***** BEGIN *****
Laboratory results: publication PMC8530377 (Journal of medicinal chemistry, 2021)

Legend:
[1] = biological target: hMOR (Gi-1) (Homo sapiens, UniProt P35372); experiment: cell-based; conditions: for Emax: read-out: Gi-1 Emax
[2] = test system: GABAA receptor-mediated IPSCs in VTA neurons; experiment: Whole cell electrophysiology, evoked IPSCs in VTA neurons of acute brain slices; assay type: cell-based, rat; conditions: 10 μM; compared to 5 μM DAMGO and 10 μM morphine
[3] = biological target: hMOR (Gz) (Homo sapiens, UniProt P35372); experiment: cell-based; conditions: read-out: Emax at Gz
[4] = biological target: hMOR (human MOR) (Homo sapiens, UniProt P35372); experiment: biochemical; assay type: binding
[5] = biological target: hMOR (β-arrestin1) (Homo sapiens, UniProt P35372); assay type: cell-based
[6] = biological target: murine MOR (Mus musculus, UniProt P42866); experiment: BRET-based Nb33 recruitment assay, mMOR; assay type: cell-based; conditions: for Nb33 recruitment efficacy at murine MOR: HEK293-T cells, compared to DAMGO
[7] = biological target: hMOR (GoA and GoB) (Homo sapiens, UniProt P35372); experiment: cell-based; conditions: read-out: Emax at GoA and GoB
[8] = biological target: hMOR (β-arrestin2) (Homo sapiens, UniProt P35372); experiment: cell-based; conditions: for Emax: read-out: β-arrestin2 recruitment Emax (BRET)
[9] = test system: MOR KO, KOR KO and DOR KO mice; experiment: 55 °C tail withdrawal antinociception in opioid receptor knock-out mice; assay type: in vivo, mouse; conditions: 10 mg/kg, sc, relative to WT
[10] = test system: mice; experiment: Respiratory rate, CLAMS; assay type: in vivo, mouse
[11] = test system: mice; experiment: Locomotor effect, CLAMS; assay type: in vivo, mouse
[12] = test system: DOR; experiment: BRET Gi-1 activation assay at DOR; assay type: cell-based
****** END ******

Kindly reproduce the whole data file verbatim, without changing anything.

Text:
Laboratory results: publication PMC8530377 (Journal of medicinal chemistry, 2021)

Legend:
[1] = biological target: hMOR (Gi-1) (Homo sapiens, UniProt P35372); experiment: cell-based; conditions: for Emax: read-out: Gi-1 Emax
[2] = test system: GABAA receptor-mediated IPSCs in VTA neurons; experiment: Whole cell electrophysiology, evoked IPSCs in VTA neurons of acute brain slices; assay type: cell-based, rat; conditions: 10 μM; compared to 5 μM DAMGO and 10 μM morphine
[3] = biological target: hMOR (Gz) (Homo sapiens, UniProt P35372); experiment: cell-based; conditions: read-out: Emax at Gz
[4] = biological target: hMOR (human MOR) (Homo sapiens, UniProt P35372); experiment: biochemical; assay type: binding
[5] = biological target: hMOR (β-arrestin1) (Homo sapiens, UniProt P35372); assay type: cell-based
[6] = biological target: murine MOR (Mus musculus, UniProt P42866); experiment: BRET-based Nb33 recruitment assay, mMOR; assay type: cell-based; conditions: for Nb33 recruitment efficacy at murine MOR: HEK293-T cells, compared to DAMGO
[7] = biological target: hMOR (GoA and GoB) (Homo sapiens, UniProt P35372); experiment: cell-based; conditions: read-out: Emax at GoA and GoB
[8] = biological target: hMOR (β-arrestin2) (Homo sapiens, UniProt P35372); experiment: cell-based; conditions: for Emax: read-out: β-arrestin2 recruitment Emax (BRET)
[9] = test system: MOR KO, KOR KO and DOR KO mice; experiment: 55 °C tail withdrawal antinociception in opioid receptor knock-out mice; assay type: in vivo, mouse; conditions: 10 mg/kg, sc, relative to WT
[10] = test system: mice; experiment: Respiratory rate, CLAMS; assay type: in vivo, mouse
[11] = test system: mice; experiment: Locomotor effect, CLAMS; assay type: in vivo, mouse
[12] = test system: DOR; experiment: BRET Gi-1 activation assay at DOR; assay type: cell-based